# When does the reset on a 74HC164 Shift Register occur?

I don't have a 74HC164 on hand to try and I'm not 100% sure from reading the datasheet.

If for example I've got a bunch of LEDs lit up from the outputs of the 164 and I pull the reset pin LOW will

A) all the outputs be immediately set to LOW as soon as I pull the reset pin low

or

B) all the outputs will keep their current state until the next clock pulse when all the outputs will be pulled low.

I'm waiting on some of these to arrive in the mail to experiment with but would love to be able to get my schematics in order while I wait. Thank you!

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• Link the datasheet? This is the difference between a "synchronous" reset (wait for clock) versus "asynchronous" (immediately) – pjc50 May 21 at 18:29
• datasheet.lcsc.com/szlcsc/Nexperia-74HC164D-653_C6825.pdf The data sheet says asynchronous but I was unsure what that meant. Thank you this clears things up! – Michael Cardoza May 21 at 18:42
• @TonyStewartSunnyskyguyEE75 Sets and resets are always Async. except when they're not, for instance the difference between a 161 and a 163. Perhaps you need to qualify 'always'. – Neil_UK May 23 at 3:50

Synchronous timings are associated with a clock and in general asynchronous timings are not. (This can get confusing in terms of asynchronous events that are then aligned to a clock but that is not the case here).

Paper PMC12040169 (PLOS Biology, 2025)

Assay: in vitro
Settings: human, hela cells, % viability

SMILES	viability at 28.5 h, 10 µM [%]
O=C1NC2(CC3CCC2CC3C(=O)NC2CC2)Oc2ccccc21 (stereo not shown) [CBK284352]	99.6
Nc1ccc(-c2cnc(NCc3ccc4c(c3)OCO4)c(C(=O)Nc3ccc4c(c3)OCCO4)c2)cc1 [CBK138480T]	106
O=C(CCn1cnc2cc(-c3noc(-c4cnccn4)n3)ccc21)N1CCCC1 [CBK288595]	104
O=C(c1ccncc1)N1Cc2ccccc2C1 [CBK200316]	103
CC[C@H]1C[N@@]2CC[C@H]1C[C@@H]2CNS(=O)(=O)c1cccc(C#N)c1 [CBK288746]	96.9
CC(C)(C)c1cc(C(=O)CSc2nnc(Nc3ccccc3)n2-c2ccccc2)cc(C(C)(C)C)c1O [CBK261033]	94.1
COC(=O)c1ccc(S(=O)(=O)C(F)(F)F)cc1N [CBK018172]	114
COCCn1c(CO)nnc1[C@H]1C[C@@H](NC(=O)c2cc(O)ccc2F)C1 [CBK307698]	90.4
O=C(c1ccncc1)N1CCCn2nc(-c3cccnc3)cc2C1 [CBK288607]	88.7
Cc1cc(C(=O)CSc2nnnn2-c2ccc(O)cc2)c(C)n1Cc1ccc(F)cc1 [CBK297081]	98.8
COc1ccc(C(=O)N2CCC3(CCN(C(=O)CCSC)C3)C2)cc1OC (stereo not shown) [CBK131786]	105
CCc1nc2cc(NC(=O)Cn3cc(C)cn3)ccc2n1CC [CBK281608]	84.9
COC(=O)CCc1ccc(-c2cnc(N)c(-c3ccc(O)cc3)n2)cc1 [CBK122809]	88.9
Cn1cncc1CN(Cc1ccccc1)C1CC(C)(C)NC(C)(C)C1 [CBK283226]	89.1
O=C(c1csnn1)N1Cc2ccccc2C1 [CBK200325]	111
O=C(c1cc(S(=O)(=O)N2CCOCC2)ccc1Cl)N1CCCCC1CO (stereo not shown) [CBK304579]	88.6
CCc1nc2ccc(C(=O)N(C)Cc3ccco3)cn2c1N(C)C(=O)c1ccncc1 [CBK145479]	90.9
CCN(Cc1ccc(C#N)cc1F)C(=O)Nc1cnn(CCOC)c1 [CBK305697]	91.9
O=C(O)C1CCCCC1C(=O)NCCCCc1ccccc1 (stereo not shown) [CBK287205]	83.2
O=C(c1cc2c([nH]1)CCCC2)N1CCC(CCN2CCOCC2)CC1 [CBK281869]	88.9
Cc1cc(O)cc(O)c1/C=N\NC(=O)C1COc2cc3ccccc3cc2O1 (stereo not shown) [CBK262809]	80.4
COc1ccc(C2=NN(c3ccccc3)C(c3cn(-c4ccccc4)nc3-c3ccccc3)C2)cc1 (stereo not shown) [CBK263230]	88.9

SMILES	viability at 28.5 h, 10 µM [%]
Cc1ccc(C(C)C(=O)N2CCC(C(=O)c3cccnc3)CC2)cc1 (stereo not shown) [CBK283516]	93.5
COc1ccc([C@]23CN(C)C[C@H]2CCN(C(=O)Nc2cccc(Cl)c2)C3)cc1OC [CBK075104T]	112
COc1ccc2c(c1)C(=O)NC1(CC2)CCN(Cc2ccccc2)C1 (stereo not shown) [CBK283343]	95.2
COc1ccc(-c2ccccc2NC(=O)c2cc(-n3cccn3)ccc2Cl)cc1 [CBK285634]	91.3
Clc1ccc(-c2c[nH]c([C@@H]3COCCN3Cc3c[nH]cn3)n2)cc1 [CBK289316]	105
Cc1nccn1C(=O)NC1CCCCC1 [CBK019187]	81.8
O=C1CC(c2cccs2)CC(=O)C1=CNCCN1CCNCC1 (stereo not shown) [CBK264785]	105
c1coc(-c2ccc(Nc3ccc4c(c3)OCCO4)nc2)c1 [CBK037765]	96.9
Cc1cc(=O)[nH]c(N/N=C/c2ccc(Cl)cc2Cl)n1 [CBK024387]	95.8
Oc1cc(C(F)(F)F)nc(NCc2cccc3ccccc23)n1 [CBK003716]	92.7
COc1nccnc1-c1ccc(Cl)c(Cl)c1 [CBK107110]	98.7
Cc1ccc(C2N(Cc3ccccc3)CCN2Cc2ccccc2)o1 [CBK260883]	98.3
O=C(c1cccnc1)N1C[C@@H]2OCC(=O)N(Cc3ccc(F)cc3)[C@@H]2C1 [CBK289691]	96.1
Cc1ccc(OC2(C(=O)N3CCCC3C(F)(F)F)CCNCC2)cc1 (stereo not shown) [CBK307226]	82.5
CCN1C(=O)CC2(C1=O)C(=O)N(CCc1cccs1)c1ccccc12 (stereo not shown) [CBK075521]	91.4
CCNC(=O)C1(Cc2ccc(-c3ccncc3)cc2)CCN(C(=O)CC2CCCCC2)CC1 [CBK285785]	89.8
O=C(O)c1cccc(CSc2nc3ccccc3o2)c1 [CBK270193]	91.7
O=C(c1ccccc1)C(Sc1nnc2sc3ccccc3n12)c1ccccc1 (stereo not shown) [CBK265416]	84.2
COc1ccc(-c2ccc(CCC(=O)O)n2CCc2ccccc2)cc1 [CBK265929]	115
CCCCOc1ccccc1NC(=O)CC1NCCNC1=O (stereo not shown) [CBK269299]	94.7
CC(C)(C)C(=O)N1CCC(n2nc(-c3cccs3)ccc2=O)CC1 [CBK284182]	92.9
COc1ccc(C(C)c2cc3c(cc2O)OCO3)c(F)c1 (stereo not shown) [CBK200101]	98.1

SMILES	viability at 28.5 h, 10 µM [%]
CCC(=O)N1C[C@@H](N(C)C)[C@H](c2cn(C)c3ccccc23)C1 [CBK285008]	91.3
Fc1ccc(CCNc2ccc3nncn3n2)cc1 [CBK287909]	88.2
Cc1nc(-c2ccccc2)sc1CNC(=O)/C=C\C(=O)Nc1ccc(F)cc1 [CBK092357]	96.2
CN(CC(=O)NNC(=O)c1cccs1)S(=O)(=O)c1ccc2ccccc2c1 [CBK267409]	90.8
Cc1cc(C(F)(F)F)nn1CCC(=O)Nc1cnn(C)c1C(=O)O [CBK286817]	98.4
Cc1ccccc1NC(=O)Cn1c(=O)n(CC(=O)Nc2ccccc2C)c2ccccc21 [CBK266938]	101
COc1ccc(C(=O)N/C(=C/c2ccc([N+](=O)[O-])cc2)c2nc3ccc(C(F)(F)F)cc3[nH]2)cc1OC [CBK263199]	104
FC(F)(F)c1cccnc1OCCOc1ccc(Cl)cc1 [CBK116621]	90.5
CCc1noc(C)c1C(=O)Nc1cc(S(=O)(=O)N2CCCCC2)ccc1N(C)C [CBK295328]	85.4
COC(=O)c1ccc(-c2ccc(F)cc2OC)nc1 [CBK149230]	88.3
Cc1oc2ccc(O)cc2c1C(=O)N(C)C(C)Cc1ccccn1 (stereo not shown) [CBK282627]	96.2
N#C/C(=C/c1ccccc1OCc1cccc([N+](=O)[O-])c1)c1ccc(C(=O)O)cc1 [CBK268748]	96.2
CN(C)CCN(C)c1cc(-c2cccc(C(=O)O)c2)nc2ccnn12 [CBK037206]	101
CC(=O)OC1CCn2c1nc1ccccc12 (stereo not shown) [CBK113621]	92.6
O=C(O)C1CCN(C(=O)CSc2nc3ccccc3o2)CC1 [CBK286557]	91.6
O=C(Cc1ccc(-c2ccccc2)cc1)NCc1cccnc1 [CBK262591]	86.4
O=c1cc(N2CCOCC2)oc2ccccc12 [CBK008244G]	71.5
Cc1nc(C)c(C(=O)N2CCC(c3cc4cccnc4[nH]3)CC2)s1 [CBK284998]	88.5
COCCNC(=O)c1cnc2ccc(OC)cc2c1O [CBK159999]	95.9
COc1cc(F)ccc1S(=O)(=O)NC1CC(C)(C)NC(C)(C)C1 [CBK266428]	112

Looking at the timing diagram:

You can see that the firstclear event ensures the outputs are all low aligned with the falling edge of $$\ \overline {CLR}\$$.

Had this been a synchronous clear, then at the second event the outputs would have been taken low aligned with the clock (the blue line), but they are taken low (as before) when aligned with the falling edge of $$\ \overline {CLR}\$$

So the outputs will go low in response to the falling edge of clear and the clock has no effect on this.

Asynchronous

From the data sheet

A LOW on the master reset input (MR) clears the register and forces all outputs LOW, independently of other inputs.

Asynchronous master reset

• It would be helpful if you defined asynchronous vs synchronous in this context. Not defining "asynchronous" is answering his first question with his second question: "what is asynchronous?". He actually got his answer from @pjc50's comment under the question, because @ pjc50 defined asynchronous vs synchronous. – Gabriel Staples May 22 at 19:59